On July 12, ALA President Barbara Stripling released a statement regarding libraries and the Affordable Care Act.
“The American Library Association anticipates that many Americans will turn to libraries for help in accessing enrollment information when open enrollment for the Health Insurance Marketplace component of the Affordable Care Act (ACA) begins on October 1, 2013,” Stripling said. “Our research shows that Americans regularly turn to their local libraries as a trusted resource for information regarding government initiatives and programs. A recent study showed that more than a third of library computer users (28 million people) use library computers and seek assistance from librarians for health and wellness issues, including learning about medical conditions, finding health care providers, and assessing health insurance options. A 2012 ALA study found that 97% of libraries reported assisting library patrons with applying for and accessing e-government services.
“The American Library Association and other groups are working to be sure librarians and the public are aware of information on the new law. The Institute of Museum and Library Services (IMLS), the federal agency responsible for the improvement of library services nationwide, and the US Centers for Medicare & Medicaid Services (CMS) are working in partnership to make sure that libraries are aware of and able to connect patrons with the information and resources they will need. IMLS has also awarded a grant to OCLC’s WebJunction to provide training support for this effort,” she added.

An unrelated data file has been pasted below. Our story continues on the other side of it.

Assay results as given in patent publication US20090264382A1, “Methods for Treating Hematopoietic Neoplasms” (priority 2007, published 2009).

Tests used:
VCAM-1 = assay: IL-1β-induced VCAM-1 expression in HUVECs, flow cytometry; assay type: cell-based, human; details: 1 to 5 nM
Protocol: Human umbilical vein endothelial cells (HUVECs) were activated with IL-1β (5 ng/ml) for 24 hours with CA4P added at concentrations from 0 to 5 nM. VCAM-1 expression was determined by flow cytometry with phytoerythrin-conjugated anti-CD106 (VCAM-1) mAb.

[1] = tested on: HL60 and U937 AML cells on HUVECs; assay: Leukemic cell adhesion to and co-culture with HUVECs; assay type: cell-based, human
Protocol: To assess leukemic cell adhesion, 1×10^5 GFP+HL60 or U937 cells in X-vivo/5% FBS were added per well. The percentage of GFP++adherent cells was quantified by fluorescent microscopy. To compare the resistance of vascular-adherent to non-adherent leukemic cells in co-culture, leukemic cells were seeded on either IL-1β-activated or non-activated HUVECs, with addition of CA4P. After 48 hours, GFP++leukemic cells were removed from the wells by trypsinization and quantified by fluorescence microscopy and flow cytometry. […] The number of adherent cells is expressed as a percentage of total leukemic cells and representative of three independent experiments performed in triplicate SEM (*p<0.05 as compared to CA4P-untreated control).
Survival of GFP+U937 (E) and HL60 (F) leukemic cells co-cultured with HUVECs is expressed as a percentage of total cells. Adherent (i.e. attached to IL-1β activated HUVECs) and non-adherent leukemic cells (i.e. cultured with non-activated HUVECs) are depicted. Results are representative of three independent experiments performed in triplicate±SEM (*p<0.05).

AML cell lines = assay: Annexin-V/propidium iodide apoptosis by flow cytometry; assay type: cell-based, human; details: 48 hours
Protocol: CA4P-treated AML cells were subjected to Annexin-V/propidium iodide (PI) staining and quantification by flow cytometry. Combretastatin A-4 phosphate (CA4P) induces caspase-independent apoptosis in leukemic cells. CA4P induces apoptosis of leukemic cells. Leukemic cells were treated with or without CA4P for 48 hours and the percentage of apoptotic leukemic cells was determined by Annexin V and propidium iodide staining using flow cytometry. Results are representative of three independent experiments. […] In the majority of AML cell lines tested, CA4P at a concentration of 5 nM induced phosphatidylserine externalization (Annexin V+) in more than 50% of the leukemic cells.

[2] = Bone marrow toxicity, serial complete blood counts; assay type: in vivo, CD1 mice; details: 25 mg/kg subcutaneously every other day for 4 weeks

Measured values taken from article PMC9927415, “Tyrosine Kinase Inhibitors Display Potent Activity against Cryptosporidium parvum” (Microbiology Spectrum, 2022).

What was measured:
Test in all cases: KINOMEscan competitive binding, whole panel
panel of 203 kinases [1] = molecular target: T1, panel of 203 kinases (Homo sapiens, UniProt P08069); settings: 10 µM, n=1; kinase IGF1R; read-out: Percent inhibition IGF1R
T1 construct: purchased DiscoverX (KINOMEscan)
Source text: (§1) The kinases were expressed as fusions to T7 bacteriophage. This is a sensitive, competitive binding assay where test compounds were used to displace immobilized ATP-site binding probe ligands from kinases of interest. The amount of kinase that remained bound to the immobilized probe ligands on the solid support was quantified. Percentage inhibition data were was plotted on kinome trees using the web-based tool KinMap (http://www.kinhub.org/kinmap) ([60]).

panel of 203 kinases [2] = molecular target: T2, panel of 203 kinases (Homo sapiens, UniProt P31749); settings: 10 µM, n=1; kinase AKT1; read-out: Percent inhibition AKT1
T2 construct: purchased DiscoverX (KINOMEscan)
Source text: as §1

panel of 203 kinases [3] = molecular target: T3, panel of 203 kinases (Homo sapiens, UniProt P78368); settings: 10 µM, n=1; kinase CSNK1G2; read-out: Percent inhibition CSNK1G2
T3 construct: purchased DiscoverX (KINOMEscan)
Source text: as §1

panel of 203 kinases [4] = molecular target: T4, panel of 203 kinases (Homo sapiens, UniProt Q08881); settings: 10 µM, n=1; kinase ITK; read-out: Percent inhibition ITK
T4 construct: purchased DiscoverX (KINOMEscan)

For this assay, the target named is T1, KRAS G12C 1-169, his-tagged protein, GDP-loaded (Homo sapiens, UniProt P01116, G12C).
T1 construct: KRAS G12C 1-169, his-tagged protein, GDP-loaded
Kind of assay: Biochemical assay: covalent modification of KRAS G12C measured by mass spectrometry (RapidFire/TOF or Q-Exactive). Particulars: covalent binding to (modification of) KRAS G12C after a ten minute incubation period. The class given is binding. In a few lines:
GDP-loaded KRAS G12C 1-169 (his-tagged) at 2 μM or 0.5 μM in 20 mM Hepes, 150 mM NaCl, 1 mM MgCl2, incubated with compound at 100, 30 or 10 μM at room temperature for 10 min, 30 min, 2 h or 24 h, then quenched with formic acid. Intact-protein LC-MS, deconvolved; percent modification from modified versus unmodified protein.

“Just as our communities turn to libraries for help to learn about citizenship and passport requirements, use public access computers to get disaster relief information, and obtain assistance with copyright and patent questions, we expect libraries will receive many inquiries from the public about the Affordable Care Act,” Stripling said. “Decisions about how libraries will respond to inquiries about the ACA will be made by local libraries. As always, libraries do not promote specific programs or points of view, but provide the public with balanced, unbiased access to information.”